When later Dr. Meghnad Saha was striving to establish the Institute of Nuclear Physics in the newly-born Indian state, Dr. Shyama Prasad Mukherjee became a strong supporter of Saha in this effort. Earlier Dr. Saha, a rationalist physicist who had clashed with the orthodoxy on many occasions and who had condemned the attitude that ‘Vedas have all knowledge’, was one of the seven intellectuals of Bengal who had signed a petition supporting Dr. Shyama Prasad Mukherjee’s movement for a safe homeland for the Hindus of Bengal. That Saha was Marxist-leaning never allowed the scientist to lose sight of the grave concerns of Hindus as a people in Bengal. That Dr. Mukherjee was a Hindu nationalist never prevented him from supporting the institution-building of Saha for creating world class research in India.

With a great insight Dr. Mukherjee made the University senate to accept the Tata Trust seed grant for Saha's plan for having a cyclotron as early as 1941. For all the internationalism a Marxist was supposed to have, Saha wanted a national character for India's nuclear research instead of having complete dependence on AEC.

It was natural (and very appropriate even in hindsight) that it was Shyama Prasad Mukherjee who laid foundation to India's first institutional venture into Nuclear Physics on April 21, 1948.

Later when the University senate wanted complete control of the land, governance and admission/employment in the Institute, asserting the right of West Bengal, that threw a spanner in the establishment of the Institution. Dr. Mukherjee was the one who strongly supported Saha and toiled to create 'constitutional compromise between local and national forces' thus making Saha's Institute become functional.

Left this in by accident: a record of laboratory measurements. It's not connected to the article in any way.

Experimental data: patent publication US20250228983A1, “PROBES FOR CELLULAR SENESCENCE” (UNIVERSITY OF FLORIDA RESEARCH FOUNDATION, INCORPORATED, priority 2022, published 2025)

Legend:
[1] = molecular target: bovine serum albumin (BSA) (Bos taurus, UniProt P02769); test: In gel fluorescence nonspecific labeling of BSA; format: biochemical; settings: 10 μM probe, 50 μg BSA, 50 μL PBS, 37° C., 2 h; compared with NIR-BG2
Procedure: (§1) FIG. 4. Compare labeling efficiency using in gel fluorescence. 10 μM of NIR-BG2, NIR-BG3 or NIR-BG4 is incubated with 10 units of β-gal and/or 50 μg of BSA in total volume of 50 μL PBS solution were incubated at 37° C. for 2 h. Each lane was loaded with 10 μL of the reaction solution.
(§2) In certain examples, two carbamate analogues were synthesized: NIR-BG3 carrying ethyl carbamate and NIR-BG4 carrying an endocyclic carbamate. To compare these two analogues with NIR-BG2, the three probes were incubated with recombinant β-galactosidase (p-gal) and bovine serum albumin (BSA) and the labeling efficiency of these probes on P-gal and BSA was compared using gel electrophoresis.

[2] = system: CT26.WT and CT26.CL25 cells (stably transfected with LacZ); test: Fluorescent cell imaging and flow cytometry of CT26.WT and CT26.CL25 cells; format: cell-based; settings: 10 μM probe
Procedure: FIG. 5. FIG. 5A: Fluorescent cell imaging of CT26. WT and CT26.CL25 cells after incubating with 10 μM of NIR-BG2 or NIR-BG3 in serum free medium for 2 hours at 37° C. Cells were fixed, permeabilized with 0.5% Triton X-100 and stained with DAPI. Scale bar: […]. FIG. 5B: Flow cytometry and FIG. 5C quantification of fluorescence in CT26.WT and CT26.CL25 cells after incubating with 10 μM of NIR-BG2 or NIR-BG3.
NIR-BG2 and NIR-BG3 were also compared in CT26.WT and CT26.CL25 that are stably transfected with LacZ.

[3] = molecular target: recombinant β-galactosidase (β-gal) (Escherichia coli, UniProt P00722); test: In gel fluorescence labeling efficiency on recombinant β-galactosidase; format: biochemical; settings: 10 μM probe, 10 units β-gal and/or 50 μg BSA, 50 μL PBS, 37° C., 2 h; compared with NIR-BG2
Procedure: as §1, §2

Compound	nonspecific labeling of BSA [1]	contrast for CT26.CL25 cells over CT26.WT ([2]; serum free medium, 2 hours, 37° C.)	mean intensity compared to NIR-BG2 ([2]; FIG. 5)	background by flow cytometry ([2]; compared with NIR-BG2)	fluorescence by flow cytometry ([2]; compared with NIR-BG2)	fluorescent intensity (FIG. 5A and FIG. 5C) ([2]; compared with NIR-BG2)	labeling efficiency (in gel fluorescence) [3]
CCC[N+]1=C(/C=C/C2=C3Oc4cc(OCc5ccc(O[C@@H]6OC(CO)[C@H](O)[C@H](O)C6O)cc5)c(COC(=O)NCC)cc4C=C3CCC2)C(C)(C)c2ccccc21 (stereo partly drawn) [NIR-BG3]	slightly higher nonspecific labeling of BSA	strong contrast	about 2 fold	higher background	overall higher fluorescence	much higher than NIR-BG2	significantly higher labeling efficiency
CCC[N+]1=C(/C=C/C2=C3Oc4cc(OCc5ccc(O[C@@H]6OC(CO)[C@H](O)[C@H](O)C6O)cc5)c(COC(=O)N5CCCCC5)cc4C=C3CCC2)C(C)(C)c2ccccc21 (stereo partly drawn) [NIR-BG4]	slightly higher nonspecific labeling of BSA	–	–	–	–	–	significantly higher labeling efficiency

Today after all these decades, when one looks at today’s Bengal, it is no more the safe haven that Dr. Meghnad Saha and Dr. Shyama Prasad Mukherjee thought it would be for Hindus. The League’s Education bill which they, and even ‘secular minded’ Congress men of their time found ‘communal’ would have been hailed today as a great ‘empowerment of minorities’ and those who oppose it would have been labelled ‘high caste anti-secular fascists’.

So when in 2017, the Presidency University, which was formerly Presidency College, decided not to call the Prime Minister of India, Narendra Modi for its bicentennial celebrations, ‘keeping in mind the secular fabric of the institution’s history’, (as one of the celebrations committee member told media), a significant dimension of the heritage of the institution in particular and of Bengal in general has been negated. After all Modi represents the continued legacy of Dr. Shyama Prasad Mukherjee and no amount of spineless crawling in fear of the pseudo-secular tantrums and fatwas of CM Didi by the university officials, can erase that fact from history.

References:

  • Santimay Chatterjee, Enakshi Chatterjee, Meghnad Saha, Scientist with a Vision, National Book Trust, India, 1984
  • Rakesh Batabyal, Communalism in Bengal: From Famine To Noakhali, 1943-47, SAGE Publications India, 2005
  • Robert S.Anderson, Nucleus and Nation: Scientists, International Networks, and Power in India, University of Chicago Press, 2010
  • Abhijit Panigrahi, Prof. Narendra Mohan Basu: an Unremembered Physiologist, Science Reporter, December 2016